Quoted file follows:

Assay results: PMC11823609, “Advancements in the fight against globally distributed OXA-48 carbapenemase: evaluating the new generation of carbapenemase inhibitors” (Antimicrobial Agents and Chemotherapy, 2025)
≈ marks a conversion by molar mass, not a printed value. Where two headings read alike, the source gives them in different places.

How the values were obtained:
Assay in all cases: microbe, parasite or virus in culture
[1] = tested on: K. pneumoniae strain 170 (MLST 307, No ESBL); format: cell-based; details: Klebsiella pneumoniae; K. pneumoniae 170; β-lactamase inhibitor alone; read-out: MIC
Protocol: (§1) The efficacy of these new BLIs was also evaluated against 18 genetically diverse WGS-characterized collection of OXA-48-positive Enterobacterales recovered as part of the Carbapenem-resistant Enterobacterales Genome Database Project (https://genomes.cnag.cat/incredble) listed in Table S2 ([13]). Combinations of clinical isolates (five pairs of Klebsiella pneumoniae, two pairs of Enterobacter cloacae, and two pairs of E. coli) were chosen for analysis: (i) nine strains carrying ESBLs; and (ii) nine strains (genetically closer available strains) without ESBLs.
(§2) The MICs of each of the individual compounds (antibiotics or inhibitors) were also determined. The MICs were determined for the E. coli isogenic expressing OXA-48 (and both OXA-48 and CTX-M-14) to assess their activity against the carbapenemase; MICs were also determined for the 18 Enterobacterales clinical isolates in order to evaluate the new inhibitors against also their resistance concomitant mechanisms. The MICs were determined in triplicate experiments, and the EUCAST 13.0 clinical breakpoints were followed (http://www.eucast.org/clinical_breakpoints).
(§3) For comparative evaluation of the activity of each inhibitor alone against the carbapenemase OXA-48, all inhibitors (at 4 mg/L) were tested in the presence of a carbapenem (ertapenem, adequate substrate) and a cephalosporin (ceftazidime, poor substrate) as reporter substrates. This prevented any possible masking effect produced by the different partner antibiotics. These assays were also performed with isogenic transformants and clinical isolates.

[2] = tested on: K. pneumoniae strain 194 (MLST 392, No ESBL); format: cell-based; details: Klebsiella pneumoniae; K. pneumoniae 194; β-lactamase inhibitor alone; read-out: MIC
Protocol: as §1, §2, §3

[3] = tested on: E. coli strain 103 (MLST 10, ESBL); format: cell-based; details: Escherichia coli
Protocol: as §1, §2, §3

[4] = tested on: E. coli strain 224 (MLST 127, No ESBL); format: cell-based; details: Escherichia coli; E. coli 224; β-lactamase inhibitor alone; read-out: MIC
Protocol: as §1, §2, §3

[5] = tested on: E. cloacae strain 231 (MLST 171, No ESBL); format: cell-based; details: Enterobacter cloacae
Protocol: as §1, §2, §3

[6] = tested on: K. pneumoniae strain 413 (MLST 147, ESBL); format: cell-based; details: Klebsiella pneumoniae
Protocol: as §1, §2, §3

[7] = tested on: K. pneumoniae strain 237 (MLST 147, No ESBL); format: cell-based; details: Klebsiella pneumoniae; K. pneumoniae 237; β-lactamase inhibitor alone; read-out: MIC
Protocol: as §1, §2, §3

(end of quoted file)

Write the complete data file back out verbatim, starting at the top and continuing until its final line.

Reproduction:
Assay results: PMC11823609, “Advancements in the fight against globally distributed OXA-48 carbapenemase: evaluating the new generation of carbapenemase inhibitors” (Antimicrobial Agents and Chemotherapy, 2025)
≈ marks a conversion by molar mass, not a printed value. Where two headings read alike, the source gives them in different places.

How the values were obtained:
Assay in all cases: microbe, parasite or virus in culture
[1] = tested on: K. pneumoniae strain 170 (MLST 307, No ESBL); format: cell-based; details: Klebsiella pneumoniae; K. pneumoniae 170; β-lactamase inhibitor alone; read-out: MIC
Protocol: (§1) The efficacy of these new BLIs was also evaluated against 18 genetically diverse WGS-characterized collection of OXA-48-positive Enterobacterales recovered as part of the Carbapenem-resistant Enterobacterales Genome Database Project (https://genomes.cnag.cat/incredble) listed in Table S2 ([13]). Combinations of clinical isolates (five pairs of Klebsiella pneumoniae, two pairs of Enterobacter cloacae, and two pairs of E. coli) were chosen for analysis: (i) nine strains carrying ESBLs; and (ii) nine strains (genetically closer available strains) without ESBLs.
(§2) The MICs of each of the individual compounds (antibiotics or inhibitors) were also determined. The MICs were determined for the E. coli isogenic expressing OXA-48 (and both OXA-48 and CTX-M-14) to assess their activity against the carbapenemase; MICs were also determined for the 18 Enterobacterales clinical isolates in order to evaluate the new inhibitors against also their resistance concomitant mechanisms. The MICs were determined in triplicate experiments, and the EUCAST 13.0 clinical breakpoints were followed (http://www.eucast.org/clinical_breakpoints).
(§3) For comparative evaluation of the activity of each inhibitor alone against the carbapenemase OXA-48, all inhibitors (at 4 mg/L) were tested in the presence of a carbapenem (ertapenem, adequate substrate) and a cephalosporin (ceftazidime, poor substrate) as reporter substrates. This prevented any possible masking effect produced by the different partner antibiotics. These assays were also performed with isogenic transformants and clinical isolates.

[2] = tested on: K. pneumoniae strain 194 (MLST 392, No ESBL); format: cell-based; details: Klebsiella pneumoniae; K. pneumoniae 194; β-lactamase inhibitor alone; read-out: MIC
Protocol: as §1, §2, §3

[3] = tested on: E. coli strain 103 (MLST 10, ESBL); format: cell-based; details: Escherichia coli
Protocol: as §1, §2, §3

[4] = tested on: E. coli strain 224 (MLST 127, No ESBL); format: cell-based; details: Escherichia coli; E. coli 224; β-lactamase inhibitor alone; read-out: MIC
Protocol: as §1, §2, §3

[5] = tested on: E. cloacae strain 231 (MLST 171, No ESBL); format: cell-based; details: Enterobacter cloacae
Protocol: as §1, §2, §3

[6] = tested on: K. pneumoniae strain 413 (MLST 147, ESBL); format: cell-based; details: Klebsiella pneumoniae
Protocol: as §1, §2, §3

[7] = tested on: K. pneumoniae strain 237 (MLST 147, No ESBL); format: cell-based; details: Klebsiella pneumoniae; K. pneumoniae 237; β-lactamase inhibitor alone; read-out: MIC
Protocol: as §1, §2, §3